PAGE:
This summer I decided to plant a garden.  I’ve lived in my house for almost fifteen years and never attempted to grow my own veggies.  Probably because I have not so great memories of the labor I did in the family garden growing up–moving rocks, picking beans, squash, maters, corn, okra, cucumbers, snapping beans and snapping beans and did I mention snapping beans?

But, nonetheless, I decided to give it a shot this year. My original list of plants included tomatoes, green beans, cucumbers, squash, egg plant, and corn. (I know this because it’s still on the white board beside the front door.) I never got the egg plant or the corn, but I hiked up the hill to my school’s green house and got the rest plus some jalepeno pepper plants (with visions of salsa in my head) and hurried home to start gardening–knowing next to nothing about it.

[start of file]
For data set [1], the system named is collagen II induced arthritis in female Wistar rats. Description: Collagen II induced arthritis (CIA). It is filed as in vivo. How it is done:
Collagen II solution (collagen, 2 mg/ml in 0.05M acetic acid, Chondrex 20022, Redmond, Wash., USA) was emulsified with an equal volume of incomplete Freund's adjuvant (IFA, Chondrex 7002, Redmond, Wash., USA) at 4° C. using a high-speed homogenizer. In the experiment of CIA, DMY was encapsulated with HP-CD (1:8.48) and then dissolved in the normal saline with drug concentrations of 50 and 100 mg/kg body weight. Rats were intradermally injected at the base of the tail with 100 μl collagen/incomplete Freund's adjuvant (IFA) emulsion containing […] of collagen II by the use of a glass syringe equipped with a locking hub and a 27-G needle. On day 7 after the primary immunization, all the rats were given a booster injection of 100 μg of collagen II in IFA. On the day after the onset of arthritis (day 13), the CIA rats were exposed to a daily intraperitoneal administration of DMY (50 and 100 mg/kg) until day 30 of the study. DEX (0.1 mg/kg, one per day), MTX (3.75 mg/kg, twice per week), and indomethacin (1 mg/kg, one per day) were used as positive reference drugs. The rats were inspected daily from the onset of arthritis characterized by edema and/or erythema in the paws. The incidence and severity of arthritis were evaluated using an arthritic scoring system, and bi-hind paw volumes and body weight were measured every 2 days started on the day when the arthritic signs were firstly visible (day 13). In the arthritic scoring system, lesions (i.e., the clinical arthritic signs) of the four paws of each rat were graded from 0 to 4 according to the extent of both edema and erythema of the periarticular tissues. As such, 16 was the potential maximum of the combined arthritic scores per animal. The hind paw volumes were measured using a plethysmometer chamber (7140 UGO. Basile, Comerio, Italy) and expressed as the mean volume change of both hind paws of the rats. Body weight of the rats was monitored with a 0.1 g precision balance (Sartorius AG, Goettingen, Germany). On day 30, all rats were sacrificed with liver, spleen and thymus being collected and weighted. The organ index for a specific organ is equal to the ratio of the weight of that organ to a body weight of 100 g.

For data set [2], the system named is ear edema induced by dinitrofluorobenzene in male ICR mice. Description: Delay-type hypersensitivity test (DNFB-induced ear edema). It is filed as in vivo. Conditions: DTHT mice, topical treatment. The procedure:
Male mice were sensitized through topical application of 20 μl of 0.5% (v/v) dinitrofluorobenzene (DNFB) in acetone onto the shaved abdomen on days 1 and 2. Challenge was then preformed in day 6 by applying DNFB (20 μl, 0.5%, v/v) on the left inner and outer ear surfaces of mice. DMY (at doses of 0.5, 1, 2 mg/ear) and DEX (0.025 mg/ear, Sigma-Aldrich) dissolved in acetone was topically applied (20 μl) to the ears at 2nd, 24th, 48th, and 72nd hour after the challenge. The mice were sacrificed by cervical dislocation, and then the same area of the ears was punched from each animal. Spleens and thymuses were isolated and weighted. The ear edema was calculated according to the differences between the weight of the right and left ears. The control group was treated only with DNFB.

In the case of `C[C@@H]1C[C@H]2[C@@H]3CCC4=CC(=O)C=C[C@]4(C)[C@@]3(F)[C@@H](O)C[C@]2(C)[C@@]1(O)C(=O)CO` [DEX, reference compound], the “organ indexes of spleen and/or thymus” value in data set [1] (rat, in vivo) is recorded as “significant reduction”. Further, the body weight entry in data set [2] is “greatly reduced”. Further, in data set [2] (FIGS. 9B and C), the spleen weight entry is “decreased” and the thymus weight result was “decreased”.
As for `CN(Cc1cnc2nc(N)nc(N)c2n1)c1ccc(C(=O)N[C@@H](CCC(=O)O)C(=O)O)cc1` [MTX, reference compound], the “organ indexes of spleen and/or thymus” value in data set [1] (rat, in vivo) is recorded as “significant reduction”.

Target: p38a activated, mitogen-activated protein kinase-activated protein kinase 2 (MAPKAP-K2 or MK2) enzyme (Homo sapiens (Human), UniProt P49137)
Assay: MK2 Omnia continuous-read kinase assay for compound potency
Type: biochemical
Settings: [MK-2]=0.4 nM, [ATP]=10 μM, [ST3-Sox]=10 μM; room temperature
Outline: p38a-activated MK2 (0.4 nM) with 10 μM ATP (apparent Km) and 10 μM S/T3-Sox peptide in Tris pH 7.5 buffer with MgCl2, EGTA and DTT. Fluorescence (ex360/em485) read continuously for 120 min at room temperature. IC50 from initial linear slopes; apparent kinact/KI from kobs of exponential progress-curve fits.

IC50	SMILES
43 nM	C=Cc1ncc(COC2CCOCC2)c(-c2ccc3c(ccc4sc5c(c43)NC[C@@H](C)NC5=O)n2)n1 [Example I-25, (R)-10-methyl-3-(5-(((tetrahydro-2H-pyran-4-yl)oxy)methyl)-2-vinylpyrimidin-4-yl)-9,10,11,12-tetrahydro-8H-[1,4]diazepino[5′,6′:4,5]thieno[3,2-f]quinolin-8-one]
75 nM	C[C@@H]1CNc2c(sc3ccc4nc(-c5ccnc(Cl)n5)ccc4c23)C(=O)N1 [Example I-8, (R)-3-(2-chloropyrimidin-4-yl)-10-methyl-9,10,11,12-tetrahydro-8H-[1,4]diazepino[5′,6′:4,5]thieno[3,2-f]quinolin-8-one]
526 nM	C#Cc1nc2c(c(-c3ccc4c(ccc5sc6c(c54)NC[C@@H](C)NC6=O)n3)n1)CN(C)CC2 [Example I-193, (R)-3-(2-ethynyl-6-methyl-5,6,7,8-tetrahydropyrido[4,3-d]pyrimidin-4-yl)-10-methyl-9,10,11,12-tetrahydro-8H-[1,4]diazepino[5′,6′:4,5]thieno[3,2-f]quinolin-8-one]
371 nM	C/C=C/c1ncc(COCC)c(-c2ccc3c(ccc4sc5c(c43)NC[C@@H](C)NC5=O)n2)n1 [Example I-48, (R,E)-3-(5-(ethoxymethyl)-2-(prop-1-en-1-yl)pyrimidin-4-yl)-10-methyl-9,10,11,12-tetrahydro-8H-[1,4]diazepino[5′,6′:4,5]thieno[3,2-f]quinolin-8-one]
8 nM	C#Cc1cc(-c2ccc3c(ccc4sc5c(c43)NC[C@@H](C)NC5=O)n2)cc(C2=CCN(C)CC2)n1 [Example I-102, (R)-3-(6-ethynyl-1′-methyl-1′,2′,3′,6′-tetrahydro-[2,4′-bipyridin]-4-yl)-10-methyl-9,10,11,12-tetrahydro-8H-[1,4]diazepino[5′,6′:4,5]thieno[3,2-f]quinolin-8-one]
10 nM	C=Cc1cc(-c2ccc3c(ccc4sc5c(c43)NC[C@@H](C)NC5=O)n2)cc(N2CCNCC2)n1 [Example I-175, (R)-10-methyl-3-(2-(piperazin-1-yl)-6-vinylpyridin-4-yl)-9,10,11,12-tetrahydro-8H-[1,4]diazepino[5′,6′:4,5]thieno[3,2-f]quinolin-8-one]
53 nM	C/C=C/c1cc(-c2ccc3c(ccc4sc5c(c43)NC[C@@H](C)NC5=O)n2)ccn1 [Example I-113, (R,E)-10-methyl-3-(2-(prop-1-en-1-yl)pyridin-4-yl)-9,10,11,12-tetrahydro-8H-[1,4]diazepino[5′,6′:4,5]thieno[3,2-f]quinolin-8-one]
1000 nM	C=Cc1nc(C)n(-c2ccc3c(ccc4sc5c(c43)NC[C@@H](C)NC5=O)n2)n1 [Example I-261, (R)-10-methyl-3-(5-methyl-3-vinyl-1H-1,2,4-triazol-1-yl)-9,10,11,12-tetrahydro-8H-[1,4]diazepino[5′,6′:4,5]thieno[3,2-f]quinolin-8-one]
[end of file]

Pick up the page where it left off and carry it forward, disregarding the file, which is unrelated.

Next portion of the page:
My next door neighbor Mr. C, who is in his seventies, gardens all year long.  Twelve months there’s something growing in his yard that will turn into something yummy in a pot or pan.  He congratulated me on my raised beds (compliments of my brother), and I eagerly awaited veggies.

There have been some successes.  I have great luck with what I call “tiny tomatoes” (because it’s more fun to say than cherry tomatoes).  They’re really yummy in scrambled eggs with some Mexican style four cheese.  My first harvest was four tiny tomatoes and two green beans.


And those are my successes.  Tiny tomatoes and two green beans.  I’ve not gotten any more green beans.  My peppers? They drowned.  And my cucumbers–well, they turned out to be squash.


I think I’ll just keep being grateful for the gracious gifts of Mr. C’s expertise–which includes potatoes and cabbage and zucchini and collards and . . .seasonedcampbellveggies